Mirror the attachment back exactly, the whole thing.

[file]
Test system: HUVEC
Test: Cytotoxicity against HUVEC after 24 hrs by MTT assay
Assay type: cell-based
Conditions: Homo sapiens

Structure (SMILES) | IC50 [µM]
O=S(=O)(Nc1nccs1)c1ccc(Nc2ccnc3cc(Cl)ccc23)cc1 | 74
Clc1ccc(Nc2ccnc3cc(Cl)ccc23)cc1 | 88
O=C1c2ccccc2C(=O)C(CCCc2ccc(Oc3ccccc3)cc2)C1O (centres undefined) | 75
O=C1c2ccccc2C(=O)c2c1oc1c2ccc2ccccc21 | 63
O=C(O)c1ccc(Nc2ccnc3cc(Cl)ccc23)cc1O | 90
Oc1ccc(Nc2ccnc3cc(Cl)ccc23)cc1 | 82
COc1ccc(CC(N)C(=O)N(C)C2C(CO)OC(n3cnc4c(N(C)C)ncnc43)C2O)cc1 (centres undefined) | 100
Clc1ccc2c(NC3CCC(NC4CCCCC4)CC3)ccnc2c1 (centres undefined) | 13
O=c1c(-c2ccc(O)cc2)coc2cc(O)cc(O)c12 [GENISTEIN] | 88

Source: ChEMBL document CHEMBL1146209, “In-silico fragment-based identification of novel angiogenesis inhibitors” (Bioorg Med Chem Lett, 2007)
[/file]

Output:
Test system: HUVEC
Test: Cytotoxicity against HUVEC after 24 hrs by MTT assay
Assay type: cell-based
Conditions: Homo sapiens

Structure (SMILES) | IC50 [µM]
O=S(=O)(Nc1nccs1)c1ccc(Nc2ccnc3cc(Cl)ccc23)cc1 | 74
Clc1ccc(Nc2ccnc3cc(Cl)ccc23)cc1 | 88
O=C1c2ccccc2C(=O)C(CCCc2ccc(Oc3ccccc3)cc2)C1O (centres undefined) | 75
O=C1c2ccccc2C(=O)c2c1oc1c2ccc2ccccc21 | 63
O=C(O)c1ccc(Nc2ccnc3cc(Cl)ccc23)cc1O | 90
Oc1ccc(Nc2ccnc3cc(Cl)ccc23)cc1 | 82
COc1ccc(CC(N)C(=O)N(C)C2C(CO)OC(n3cnc4c(N(C)C)ncnc43)C2O)cc1 (centres undefined) | 100
Clc1ccc2c(NC3CCC(NC4CCCCC4)CC3)ccnc2c1 (centres undefined) | 13
O=c1c(-c2ccc(O)cc2)coc2cc(O)cc(O)c12 [GENISTEIN] | 88

Source: ChEMBL document CHEMBL1146209, “In-silico fragment-based identification of novel angiogenesis inhibitors” (Bioorg Med Chem Lett, 2007)